It is officially (and finally!) spring, which necessitates the "spring cleaning" frenzies. In my research for last week's post about kitchen's in a Victorian middle-class house, I discovered the genesis of our spring cleaning habits. (An excerpt from 1872 from The Manufacturer and Builder, a "practical journal of industrial progress.")
During the time when houses, and kitchens, ran on coal for heating and cooking, the main reason for spring cleaning was to remove the winter dirt produced by coal, oil, gas, and candles. Also with the longer daylight hours and warmer weather, the need for the constant fires in every room diminished. The servants had more time without the daily cleaning of grates and caring for fires.
Rather than fight the dirt and dust produced by these fuels, people adapted to its presence with some inventive tools and practices:
- latches to both street doors and inner doors had small plates or curtains fitted over the keyhole to keep out dirt
- plants on window sills trapped dust as it flew in
- muslin was nailed across windows to stop the soot or windows only opened at the top to limit the amount of soot and dirt that came in
- tablecloths were laid on tables just before meals. If they were kept out all day, dust settled from the fires, quickly making the tablecloths dingy
Thankfully we do not have coal-burning stoves and fires, oil and gas lamps, and dripping candles to clean up and care for. But it still is a common practice to throw open the windows, shake out the rugs, flip the mattresses, and air out the house after the long winter months. And there are plenty of advice books, magazines, and articles to inform and 'guide' the modern housewife on what to do and how to do it. (see any Martha Stewart article in any spring publication). Even in the nineteenth century there was a publishing market that targeted the mistresses of houses to maintain order and cleanliness within the home.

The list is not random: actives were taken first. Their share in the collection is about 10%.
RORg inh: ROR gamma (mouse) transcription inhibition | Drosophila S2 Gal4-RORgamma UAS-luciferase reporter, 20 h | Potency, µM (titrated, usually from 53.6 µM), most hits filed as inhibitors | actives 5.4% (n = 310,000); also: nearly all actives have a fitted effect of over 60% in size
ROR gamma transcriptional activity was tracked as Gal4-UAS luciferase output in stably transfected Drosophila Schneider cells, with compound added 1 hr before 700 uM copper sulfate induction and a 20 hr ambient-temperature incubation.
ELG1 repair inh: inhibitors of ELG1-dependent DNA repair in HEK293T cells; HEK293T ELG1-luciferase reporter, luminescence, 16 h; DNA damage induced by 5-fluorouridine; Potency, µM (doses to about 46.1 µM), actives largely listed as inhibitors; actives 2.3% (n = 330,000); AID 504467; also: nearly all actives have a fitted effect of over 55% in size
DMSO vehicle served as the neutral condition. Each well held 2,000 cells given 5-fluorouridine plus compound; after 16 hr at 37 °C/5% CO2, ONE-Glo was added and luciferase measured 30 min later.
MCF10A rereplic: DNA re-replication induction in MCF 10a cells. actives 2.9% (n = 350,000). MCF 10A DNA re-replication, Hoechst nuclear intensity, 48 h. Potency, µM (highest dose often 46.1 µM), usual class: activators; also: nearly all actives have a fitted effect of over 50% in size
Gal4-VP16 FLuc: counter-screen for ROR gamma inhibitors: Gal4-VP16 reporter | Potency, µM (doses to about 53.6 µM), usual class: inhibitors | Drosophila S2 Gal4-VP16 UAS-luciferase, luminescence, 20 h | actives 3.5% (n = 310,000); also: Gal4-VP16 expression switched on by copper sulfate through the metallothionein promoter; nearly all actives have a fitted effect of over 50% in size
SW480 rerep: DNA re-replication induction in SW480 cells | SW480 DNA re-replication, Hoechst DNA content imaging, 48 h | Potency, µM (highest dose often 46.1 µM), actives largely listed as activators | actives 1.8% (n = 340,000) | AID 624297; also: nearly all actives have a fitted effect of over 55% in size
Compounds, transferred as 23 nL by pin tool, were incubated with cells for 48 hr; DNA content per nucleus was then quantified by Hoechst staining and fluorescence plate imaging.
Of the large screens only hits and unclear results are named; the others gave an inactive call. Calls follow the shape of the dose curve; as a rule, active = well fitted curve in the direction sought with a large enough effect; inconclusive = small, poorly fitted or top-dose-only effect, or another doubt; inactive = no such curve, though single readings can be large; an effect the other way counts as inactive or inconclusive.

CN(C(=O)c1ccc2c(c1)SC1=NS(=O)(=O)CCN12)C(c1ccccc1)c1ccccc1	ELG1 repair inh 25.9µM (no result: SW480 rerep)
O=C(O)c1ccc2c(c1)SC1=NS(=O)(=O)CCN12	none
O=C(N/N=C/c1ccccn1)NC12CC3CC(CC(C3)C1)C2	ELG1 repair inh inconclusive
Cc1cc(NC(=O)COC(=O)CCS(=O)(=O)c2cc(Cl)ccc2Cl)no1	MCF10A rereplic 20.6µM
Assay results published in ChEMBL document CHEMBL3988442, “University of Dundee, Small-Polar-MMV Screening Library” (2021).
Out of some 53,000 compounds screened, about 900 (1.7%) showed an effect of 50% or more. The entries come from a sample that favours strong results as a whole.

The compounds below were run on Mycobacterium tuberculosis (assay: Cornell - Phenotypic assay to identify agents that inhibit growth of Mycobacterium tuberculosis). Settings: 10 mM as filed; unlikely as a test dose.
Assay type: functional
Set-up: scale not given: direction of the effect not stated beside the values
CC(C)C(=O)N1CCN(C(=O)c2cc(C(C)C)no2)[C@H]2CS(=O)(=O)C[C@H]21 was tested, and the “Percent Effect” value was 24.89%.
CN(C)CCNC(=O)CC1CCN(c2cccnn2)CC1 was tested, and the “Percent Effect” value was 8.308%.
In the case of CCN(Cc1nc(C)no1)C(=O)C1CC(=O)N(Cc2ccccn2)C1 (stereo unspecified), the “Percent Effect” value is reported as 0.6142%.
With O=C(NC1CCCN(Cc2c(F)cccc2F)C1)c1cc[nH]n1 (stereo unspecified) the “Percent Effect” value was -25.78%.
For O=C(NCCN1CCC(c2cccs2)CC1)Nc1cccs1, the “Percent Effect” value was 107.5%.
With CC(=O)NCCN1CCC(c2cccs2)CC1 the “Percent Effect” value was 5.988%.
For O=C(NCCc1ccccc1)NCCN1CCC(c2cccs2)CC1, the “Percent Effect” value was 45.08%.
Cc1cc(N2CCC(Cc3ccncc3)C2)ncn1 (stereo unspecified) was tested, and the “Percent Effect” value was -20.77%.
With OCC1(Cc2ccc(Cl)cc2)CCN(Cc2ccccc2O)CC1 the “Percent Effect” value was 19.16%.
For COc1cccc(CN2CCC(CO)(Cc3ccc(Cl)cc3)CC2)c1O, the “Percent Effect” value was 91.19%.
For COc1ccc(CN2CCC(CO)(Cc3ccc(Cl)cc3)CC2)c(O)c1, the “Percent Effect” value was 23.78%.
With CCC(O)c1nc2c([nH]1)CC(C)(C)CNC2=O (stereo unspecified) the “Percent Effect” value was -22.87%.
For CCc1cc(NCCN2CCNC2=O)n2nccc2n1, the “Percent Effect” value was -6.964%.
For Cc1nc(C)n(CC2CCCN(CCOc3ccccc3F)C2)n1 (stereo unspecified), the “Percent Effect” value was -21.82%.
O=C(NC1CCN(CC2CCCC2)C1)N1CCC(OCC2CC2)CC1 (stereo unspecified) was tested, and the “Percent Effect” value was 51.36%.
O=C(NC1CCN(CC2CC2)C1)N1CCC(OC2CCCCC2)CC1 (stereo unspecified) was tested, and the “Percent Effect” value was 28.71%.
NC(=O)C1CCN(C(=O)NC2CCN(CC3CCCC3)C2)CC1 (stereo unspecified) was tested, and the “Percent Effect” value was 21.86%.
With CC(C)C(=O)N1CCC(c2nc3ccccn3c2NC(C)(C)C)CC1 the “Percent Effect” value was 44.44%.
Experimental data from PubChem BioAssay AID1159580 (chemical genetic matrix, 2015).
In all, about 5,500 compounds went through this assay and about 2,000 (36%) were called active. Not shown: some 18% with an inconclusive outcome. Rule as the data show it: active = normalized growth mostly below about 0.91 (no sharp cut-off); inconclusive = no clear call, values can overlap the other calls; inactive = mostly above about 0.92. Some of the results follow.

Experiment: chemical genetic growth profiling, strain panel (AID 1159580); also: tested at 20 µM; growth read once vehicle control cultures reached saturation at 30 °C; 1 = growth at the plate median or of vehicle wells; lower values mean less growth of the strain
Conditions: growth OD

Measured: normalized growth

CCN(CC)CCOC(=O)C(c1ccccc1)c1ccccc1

Our Homes, an advice book from 1881 by Shirley Foster Murphy stated: "If once we commence a war against dirt, we can never lay down our arms and say, 'now the enemy is conquered.'...Women - mistresses of households, domestic servants - are the soldiers who are deputed by society to engage in this war against dirt."
The war against dirt wasn't just for reasons of hygiene but also carried the banner of status. The status symbol moved from the act of possessing objects, as it was easier to own more with the rise of the mass production of products, to the expensive and time-consuming obsession with keeping clean. In addition to her physical duty, it became the housewives' moral imperative to keep a respectable house. A house many not be any cleaner than it was before, but the air of respectability indicated that it was a decent household. And a clean house was a moral house and thus reflected the clean and moral people who lived within.
Source: Inside the Victorian Home: A Portrait of Domestic Life in Victorian England, Judith Flanders